Photo Credit: Mohammadhosein Movahedinejad / Tasnim News Agency
Iranian President Ebrahim Raisi

The East Azerbaijan provincial commander of the Islamic Revolutionary Guard Corps (IRGC) announced late Sunday night that a signal was received from the helicopter and the satellite mobile phone of one of the crew members at the site where the helicopter crashed earlier in the day while carrying Iranian President Ebrahim Raisi, Foreign Minister Hossein Amirabdollahian and other officials.

“Military forces are heading to the location and hope to have some good news,” the commander was quoted as saying by the IRNA news agency.


Extreme cold, dense fog and rain have further complicated the rescue effort as the night wore on. By 11 pm, the rain had turned to snow, heaping on misery for searchers tramping through the muck as it slowly turned to ice.

An hour earlier, Iranian search and rescue teams arrived at a site that was identified with coordinates from the Iranian Space Agency, according to the head of the Iranian Red Crescent Society.

But rescue teams had not yet found the helicopter, despite a report by the British Daily Mail citing Iranian state media claims that the helicopter had been found, although no details had been released about its location or whether there were any survivors.

“Five Red Crescent teams have arrived in the coordinates they received from the Iranian Space Agency. Three spots in the area were searched but nothing found yet,” IRCS chief Pir Hossein Kolivand told state media, denying the report.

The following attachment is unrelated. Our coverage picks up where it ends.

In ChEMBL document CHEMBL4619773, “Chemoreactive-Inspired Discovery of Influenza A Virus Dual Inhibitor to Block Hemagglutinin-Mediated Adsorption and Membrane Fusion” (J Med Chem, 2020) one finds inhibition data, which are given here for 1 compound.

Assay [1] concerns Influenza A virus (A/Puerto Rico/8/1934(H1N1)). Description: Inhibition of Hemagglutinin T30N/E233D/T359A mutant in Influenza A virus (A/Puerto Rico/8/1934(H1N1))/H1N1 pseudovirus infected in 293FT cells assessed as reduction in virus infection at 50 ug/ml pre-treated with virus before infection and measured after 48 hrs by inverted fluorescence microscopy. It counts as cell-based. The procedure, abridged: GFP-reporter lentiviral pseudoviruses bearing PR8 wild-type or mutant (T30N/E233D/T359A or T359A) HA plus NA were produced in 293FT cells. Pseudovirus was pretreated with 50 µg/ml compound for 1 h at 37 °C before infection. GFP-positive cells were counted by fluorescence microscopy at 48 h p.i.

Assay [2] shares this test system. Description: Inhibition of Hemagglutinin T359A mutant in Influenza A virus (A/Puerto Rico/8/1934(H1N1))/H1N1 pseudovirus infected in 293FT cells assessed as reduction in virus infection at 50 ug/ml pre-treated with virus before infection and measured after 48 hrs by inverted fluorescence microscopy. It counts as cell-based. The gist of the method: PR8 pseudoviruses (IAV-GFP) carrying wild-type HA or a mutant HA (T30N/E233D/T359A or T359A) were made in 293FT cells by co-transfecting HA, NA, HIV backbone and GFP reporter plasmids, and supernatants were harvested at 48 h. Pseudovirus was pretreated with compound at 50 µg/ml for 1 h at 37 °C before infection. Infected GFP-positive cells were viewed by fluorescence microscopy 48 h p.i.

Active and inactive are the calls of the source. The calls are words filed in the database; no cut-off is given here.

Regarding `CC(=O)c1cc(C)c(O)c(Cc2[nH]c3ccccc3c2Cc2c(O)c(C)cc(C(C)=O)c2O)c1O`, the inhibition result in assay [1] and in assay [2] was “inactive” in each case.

Iranian President’s Helicopter Crashes in Mountainous Terrain, Raisi Believed Dead

Iran reportedly requested assistance from Turkey in its search and rescue efforts; in response, Ankara sent dozens of rescue workers, off-road vehicles and sets of night vision gear.

European Commissioner for Crisis Management, Janez Lenarčič, told reporters, “Upon an Iranian request for assistance we are activating the European Union’s ‘Copernicus EMS’ rapid response satellite mapping service, in view of the helicopter accident reportedly carrying the President of Iran and its foreign minister.”

Earlier in the evening, Iranian executive vice president Mohammad Mokhber and several cabinet members headed for Tabriz, the city closest to the crash site.

Iranian Vice President for Executive Affairs Mohsen Mansouri told the semi-official FARS news agency that a passenger and crew member from the helicopter carrying Raisi and his entourage had “communicated with us several times since the incident happened.”

But although the Ministry of Communications and other security agencies said they had identified the incident area within a two-kilometer radius, weather conditions made access to the site “challenging.”

Regional leaders have expressed support and sympathy for Iran as it awaits word on the fate of its president, foreign minister and other officials aboard the helicopter. Among the countries offering assistance and support were Azerbaijan, Pakistan, India, Turkey, Kuwait, Russia, Saudi Arabia, Oman, Iraq, United Arab Emirates and Jordan.

Iran’s proxy terror organization in Gaza, Hamas, also expressed the hope that Raisi and his delegation would be found alive.

“In this painful incident, we express our full solidarity with the Islamic Republic of Iran, its leadership, government, and people, and we ask Allah Almighty to protect and ensure the safety of the Iranian President and his accompanying delegation, and to keep all harm away from the brotherly Iranian people,” Hamas said in a statement.

Hamas receives generous support from Iran.


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Hana Levi Julian is a Middle East news analyst with a degree in Mass Communication and Journalism from Southern Connecticut State University. A past columnist with The Jewish Press and senior editor at Arutz 7, Ms. Julian has written for, and other media outlets, in addition to her years working in broadcast journalism.